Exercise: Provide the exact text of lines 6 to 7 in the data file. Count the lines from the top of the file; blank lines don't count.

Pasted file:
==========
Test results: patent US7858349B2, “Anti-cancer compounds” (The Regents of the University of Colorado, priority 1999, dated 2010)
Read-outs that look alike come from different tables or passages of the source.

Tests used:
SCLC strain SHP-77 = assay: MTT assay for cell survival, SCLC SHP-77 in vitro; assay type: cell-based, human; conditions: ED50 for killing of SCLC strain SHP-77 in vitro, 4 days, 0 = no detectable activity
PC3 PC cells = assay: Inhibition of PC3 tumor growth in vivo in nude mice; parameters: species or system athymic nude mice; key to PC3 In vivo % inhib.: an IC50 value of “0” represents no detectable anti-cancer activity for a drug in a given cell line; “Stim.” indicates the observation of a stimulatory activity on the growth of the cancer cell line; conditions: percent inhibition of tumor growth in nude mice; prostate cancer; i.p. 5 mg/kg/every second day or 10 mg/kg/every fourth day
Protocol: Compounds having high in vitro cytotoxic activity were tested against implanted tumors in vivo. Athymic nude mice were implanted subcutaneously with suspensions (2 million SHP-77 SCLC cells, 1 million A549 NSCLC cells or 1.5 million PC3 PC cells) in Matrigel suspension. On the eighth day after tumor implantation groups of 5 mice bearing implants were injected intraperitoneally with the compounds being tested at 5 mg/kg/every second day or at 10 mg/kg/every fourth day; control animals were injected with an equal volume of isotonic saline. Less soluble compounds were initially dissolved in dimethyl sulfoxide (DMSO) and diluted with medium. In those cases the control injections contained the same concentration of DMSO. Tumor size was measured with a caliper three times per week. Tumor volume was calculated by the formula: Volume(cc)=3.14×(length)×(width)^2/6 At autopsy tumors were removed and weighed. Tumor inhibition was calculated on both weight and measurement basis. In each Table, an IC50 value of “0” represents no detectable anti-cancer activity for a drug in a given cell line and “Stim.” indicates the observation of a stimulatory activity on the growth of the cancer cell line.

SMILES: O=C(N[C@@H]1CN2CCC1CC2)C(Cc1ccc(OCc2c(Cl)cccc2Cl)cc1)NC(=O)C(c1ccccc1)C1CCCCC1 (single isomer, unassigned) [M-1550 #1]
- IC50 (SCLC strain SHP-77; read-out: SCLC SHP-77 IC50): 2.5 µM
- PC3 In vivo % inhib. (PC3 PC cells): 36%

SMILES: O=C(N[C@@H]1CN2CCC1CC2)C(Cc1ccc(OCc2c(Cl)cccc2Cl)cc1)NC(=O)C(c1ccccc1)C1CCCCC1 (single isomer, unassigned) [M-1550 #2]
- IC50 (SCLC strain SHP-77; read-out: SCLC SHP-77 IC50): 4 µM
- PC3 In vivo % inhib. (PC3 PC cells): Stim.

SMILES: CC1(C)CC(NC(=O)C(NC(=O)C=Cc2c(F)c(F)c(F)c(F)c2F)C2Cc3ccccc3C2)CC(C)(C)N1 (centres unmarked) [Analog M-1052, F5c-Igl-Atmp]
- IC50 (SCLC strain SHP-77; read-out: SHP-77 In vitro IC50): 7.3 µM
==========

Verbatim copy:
Protocol: Compounds having high in vitro cytotoxic activity were tested against implanted tumors in vivo. Athymic nude mice were implanted subcutaneously with suspensions (2 million SHP-77 SCLC cells, 1 million A549 NSCLC cells or 1.5 million PC3 PC cells) in Matrigel suspension. On the eighth day after tumor implantation groups of 5 mice bearing implants were injected intraperitoneally with the compounds being tested at 5 mg/kg/every second day or at 10 mg/kg/every fourth day; control animals were injected with an equal volume of isotonic saline. Less soluble compounds were initially dissolved in dimethyl sulfoxide (DMSO) and diluted with medium. In those cases the control injections contained the same concentration of DMSO. Tumor size was measured with a caliper three times per week. Tumor volume was calculated by the formula: Volume(cc)=3.14×(length)×(width)^2/6 At autopsy tumors were removed and weighed. Tumor inhibition was calculated on both weight and measurement basis. In each Table, an IC50 value of “0” represents no detectable anti-cancer activity for a drug in a given cell line and “Stim.” indicates the observation of a stimulatory activity on the growth of the cancer cell line.

SMILES: O=C(N[C@@H]1CN2CCC1CC2)C(Cc1ccc(OCc2c(Cl)cccc2Cl)cc1)NC(=O)C(c1ccccc1)C1CCCCC1 (single isomer, unassigned) [M-1550 #1]